Writing Book Reports Won’t Keep Man Out of Jail

Monday, June 18, 2012

U.S. District Court Judge Yvonne Gonzalez Rogers had a novel idea when she released Otis Mobley, Jr., on $150,000 in May. Mobley, who was accused of trying to rob undercover agents while they were buying a grenade launcher from him, could remain free as long as he wore a GPS ankle bracelet, spent an hour a day reading books and another half-hour writing book reports. The judge would provide the reading list.

Last week, a 3-judge panel of the Ninth U.S. Circuit Court of Appeals in San Francisco nixed the deal, saying there were “significant findings weighing in favor of detention.”

Mobley and two other men had allegedly planned to sell a grenade launcher in Richmond, California, in March, but had the bad fortune of striking their deal with an undercover agent from the federal Bureau of Alcohol, Tobacco, Firearms and Explosives.

The authorities maintain that the sale offer was just a ploy to rob the buyer, and when the robbery went bad one of the sellers, Dmarce Hutcherson, was wounded in a shoot-out.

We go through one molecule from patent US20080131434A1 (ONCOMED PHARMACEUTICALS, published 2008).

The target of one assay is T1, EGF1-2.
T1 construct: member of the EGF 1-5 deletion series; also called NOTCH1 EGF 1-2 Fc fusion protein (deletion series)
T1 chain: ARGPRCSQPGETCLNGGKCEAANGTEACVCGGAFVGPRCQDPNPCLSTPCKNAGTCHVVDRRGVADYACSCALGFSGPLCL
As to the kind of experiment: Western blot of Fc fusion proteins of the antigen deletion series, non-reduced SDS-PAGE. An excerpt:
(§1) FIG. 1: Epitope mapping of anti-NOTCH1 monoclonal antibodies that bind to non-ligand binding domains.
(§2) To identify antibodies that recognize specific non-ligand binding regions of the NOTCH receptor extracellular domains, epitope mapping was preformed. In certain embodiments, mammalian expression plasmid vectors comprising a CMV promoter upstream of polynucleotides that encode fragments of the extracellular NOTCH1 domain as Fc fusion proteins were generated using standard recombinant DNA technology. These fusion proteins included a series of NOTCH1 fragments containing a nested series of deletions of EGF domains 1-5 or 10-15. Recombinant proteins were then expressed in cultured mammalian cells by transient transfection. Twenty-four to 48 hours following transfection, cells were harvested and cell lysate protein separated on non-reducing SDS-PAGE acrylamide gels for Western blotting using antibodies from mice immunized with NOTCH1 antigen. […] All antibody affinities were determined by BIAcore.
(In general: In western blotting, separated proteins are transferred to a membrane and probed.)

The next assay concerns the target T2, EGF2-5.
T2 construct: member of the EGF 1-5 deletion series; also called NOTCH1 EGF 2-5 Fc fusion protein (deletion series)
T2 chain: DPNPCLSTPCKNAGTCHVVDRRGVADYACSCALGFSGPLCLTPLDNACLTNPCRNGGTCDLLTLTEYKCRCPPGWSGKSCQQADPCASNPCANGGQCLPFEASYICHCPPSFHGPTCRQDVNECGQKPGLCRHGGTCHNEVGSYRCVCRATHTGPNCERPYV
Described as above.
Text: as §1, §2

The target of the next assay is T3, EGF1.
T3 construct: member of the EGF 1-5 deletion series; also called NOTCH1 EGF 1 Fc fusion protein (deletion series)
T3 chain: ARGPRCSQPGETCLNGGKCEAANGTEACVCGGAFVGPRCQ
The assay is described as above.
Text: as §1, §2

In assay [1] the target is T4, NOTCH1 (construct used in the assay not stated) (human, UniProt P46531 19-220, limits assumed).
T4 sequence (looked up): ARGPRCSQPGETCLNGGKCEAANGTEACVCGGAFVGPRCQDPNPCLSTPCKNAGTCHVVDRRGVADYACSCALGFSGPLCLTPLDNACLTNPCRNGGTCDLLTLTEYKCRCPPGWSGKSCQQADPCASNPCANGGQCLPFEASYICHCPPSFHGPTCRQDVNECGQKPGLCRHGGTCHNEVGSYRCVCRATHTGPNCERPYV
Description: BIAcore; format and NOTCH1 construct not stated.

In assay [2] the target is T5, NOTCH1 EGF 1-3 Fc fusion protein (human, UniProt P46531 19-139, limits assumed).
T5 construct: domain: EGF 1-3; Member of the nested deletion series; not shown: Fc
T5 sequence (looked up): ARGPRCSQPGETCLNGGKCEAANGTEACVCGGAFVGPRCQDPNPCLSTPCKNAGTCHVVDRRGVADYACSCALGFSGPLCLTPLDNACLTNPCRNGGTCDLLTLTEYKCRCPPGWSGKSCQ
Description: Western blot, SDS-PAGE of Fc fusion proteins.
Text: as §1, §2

The respected legal blog Above the Law defended the trial court judge’s decision at the time as “sort of awesome,” noting that it was an attempt to help, rather than punish, an inner-city resident who may likely have literacy problems. That observation not withstanding, the blog also recognized that the defendant was a likely flight risk with a criminal history.


Judge Agrees to Release Robbery Suspect on Bond if He Promises to Read Books and Write Reports (by Neetzan Zimmerman, Gawker)

California Man Who Tried to Sell Grenade Launcher to Feds Can't Avoid Jail by Writing Book Reports (by Alexander Nazaryan, New York Daily News)

Hopefully Reading Won’t Cut Too Much into His Fake Grenade Launcher Sales (by Christopher Danzig, Above the Law)

Reversal in Case of Bogus Sale of Grenade Launcher (by Henry K. Lee, San Francisco Chronicle)

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